Wrong, wrong, wrong!

Once in a while, I feel the need to let the snark out–particularly if it’s a case where I’m pretty sure nobody’s going to get their feelings hurt.

This is one of those times.

Here’s a quote from a March 2009 discussion of the proposed Google Books Settlement:

…in late October 2008, Google announced a proposed settlement of the lawsuit. While the settlement hasn’t received final approval, it’s on its way.

I have a strong sense that the writer thought of “it’s on its way” as “…probably within a few months.”

It’s now October 2010–two full years after the proposed settlement was announced, 17 months after that statement appeared. I’ve heard nothing to suggest that GBS is on the verge of final approval, and some indications that it might never be approved, at least not without substantial changes.

Who wrote that naively optimistic assessment? Well, it appears on Page 1 of Cites & Insights 9:4 (March 2009), and the author’s name appears about 1.5 inches above that quote.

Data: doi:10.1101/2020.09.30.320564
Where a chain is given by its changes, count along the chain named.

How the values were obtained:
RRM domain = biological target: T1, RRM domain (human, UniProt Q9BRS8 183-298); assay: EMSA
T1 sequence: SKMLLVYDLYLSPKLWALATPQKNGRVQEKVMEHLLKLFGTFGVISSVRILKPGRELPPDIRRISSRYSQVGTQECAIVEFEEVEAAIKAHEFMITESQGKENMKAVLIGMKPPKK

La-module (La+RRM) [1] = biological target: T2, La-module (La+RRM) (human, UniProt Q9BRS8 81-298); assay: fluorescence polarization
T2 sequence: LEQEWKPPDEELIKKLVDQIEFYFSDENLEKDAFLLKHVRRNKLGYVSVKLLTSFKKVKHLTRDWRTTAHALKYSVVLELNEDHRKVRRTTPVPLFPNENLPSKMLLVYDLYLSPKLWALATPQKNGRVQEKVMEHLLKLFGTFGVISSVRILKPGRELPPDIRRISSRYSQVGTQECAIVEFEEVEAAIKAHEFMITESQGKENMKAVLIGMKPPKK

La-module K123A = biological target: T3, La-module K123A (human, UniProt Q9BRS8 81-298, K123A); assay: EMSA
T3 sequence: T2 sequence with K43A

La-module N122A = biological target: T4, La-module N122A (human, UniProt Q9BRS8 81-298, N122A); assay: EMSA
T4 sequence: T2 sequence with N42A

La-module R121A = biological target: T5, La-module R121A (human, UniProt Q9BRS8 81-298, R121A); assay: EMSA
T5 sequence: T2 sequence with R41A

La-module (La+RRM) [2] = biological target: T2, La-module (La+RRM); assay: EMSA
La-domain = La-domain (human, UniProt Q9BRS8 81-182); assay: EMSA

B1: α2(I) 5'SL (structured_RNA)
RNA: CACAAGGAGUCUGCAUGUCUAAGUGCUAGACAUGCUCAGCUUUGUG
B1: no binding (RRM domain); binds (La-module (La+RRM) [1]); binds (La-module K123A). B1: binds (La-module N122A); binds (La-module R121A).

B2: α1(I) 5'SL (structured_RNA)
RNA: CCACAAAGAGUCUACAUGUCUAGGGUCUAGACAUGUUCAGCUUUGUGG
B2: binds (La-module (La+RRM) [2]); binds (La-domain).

I would have sworn that I said “a few months” as the time frame for settlement approval, but it appears that I missed that entirely boneheaded assertion.

Since then? I’ve tagged a few select commentaries and news items in delicious, on the assumption that it might be worth doing a commentary after the thing was finally settled. “A few” now numbers 186, an absurdly large set of source documents for any reasonable C&I commentary. There may be some action on a case related to GBS toward the end of October (2010); then again, there might not be.

Almost as silly, on that same front page, I said that the AAP/AG suit against Google was “in court for a long time.” It was filed in 2005. The proposed settlement was three years later. For some reason, I thought that three years counted as “a long time.” Apparently not.

[In the meantime, I added one more to the tiny set of commentators whom I avoid quoting or commenting on because they seem to believe that disagreeing with anything they say is tantamount to disagreeing with everything they say. Such is life.]

One Response to “Wrong, wrong, wrong!”

  1. Peter Murray Says:

    The only thing of substance I’ve heard is that Judge Chin is still on the case after being confirmed by the U.S. Senate for a seat on the appellate court six months ago.


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